Dec 22,2006 00:00
Movie Review of "DREAMGIRLS"
There's a whole lot of dreamy to this "Dreamgirls": Jennifer Hudson and That Voice, so powerful it deserves its own billing. Eddie Murphy's amazing Jimmy Early. (He sings! He dances!) The costumes (if you don't like one, no problem, just wait three minutes), the sets, the music, the staging. At times, it has all the flash, fun and spectacle we've been expecting. But like a dream, only a few vibrant moments linger, while the rest fades away upon waking.
But as promised in the film's earlier scenes, instead of shining the light more on Motown's rising influence, the last third of "Dreamgirls" zeroes in on the (yawn) melodramatic marital conflicts between Jamie Foxx' controlling Curtis and Beyoncé's Deena. It's almost as if the sequins weighing down the girls' gowns have opted to work overtime, figuratively weighing down the production as well.
Director Bill Condon has stated that he was sitting in the top balcony at the opening of the stage musical of "Dreamgirls" in 1981. He fell in love with the production and ultimately begged rightsholder David Geffen for the opportunity to make the film. But Condon seems to have forgotten that movie magic isn't the same as theater magic. He erroneously chooses to mirror portions of the stage production, having the actors sometimes sing, rather than speak, the dialogue. If the whole production were sung, as in the case of "Jesus Christ Superstar," then the audience could have accepted the device. But the choice of on-again, off-again musicalized speech simply doesn't work. In the prologue to Effie's big number, five of the principals are arguing—but they sing instead of speak their confrontations. Instead of working effectively as a dramatic lead-up to Effie's showstopper, it actually diffuses the big moment.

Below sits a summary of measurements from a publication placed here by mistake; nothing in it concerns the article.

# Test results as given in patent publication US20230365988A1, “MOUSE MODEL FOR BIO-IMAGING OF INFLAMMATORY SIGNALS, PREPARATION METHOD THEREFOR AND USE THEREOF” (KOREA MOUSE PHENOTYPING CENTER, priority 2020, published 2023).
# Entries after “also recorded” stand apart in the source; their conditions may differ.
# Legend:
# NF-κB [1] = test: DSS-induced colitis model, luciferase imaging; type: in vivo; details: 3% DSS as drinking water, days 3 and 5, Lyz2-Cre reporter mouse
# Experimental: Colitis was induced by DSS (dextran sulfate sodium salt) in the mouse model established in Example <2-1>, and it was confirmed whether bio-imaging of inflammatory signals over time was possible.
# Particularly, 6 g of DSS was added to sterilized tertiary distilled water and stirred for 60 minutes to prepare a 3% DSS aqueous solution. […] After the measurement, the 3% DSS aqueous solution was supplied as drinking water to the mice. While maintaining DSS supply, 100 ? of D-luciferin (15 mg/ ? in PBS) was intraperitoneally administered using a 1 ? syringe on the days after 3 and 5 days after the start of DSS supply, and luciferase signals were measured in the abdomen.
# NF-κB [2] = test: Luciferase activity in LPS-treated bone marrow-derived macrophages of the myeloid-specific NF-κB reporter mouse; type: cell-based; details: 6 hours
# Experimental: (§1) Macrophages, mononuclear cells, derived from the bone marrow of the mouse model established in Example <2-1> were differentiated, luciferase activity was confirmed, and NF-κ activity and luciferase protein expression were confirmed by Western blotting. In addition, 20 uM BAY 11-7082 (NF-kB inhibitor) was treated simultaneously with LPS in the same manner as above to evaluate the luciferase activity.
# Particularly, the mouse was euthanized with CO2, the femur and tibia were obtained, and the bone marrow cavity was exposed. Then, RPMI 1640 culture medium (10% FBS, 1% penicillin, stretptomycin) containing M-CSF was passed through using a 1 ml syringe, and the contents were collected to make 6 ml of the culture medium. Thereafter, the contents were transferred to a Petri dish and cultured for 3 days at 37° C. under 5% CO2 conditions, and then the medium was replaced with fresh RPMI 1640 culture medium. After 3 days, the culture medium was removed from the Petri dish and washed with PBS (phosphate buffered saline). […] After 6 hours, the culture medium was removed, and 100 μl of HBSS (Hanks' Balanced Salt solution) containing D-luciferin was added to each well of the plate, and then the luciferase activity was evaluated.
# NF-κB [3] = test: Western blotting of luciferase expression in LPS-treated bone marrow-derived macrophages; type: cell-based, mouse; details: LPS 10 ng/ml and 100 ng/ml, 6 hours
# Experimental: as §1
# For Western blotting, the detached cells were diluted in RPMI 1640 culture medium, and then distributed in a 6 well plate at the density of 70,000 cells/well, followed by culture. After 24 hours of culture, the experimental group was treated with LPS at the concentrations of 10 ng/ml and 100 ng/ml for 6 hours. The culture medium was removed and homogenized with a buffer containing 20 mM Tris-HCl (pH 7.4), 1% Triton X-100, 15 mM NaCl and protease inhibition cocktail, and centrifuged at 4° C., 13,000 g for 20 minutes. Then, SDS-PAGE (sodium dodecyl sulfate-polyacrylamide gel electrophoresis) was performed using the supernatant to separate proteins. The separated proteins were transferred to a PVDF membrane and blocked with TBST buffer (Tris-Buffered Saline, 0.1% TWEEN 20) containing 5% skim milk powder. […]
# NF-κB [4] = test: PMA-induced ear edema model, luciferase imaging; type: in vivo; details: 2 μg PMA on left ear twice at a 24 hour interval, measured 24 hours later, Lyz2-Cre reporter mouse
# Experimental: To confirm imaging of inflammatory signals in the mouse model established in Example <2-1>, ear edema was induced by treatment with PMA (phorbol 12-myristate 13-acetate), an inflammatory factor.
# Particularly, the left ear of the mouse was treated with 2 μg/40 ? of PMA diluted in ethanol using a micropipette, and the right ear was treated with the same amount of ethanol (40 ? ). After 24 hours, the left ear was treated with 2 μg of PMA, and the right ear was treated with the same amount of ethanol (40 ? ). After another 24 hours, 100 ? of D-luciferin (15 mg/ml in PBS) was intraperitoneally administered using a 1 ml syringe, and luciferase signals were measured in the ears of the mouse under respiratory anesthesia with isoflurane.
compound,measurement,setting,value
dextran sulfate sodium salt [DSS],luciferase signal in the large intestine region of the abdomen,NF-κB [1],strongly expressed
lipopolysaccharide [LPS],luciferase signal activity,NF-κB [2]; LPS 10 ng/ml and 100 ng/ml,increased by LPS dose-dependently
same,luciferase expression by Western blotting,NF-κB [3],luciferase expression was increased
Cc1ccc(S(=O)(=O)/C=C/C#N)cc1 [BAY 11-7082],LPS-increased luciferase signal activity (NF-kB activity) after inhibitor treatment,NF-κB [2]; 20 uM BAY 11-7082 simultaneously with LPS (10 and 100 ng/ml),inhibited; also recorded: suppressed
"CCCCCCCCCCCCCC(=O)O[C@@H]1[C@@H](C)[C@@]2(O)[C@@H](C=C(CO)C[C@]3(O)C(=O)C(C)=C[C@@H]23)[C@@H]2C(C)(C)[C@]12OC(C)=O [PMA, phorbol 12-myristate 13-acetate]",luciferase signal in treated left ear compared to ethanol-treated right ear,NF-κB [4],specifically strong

Go to "Dreamgirls" for Jennifer Hudson's magnificent debut performance. And especially go for Eddie Murphy's turn from a swaggering mix of James Brown/Jackie Wilson to a deflated has-been who can't jump the divide between hot soul to sterilized balladeer. Murphy gives the kind of standout performance that can elevate an actor for the remainder of his career.
But Jamie Foxx' Curtis is surprisingly two-dimensional, the surprise being that an actor of Foxx' stature took on such an underwritten role in the first place. Beyoncé's transformation from awkward teen to superstar is great fun, especially with her channeling of Diana Ross to such eerie perfection. But next to the more complex performances turned in by Murphy, Hudson, as well as superb work by Anika Noni Rose, Beyoncé is not a superstar of the silver screen. At least not yet.
Losing steam, the film tries to rejuvenate itself with Beyoncé's new ballad, "Listen." But we've already been listening for hours and this late in the last reel, one more independent woman's anthem is simply one too many.
Becoming a victim of one's own "excess" is one of the lessons of "Dreamgirls"—it's a shame that this lesson didn't reverberate on to the cutting room floor.
Grading this movie on the curve of the Deschutes River: B
Kimberly Gadette may be reached at email@example.com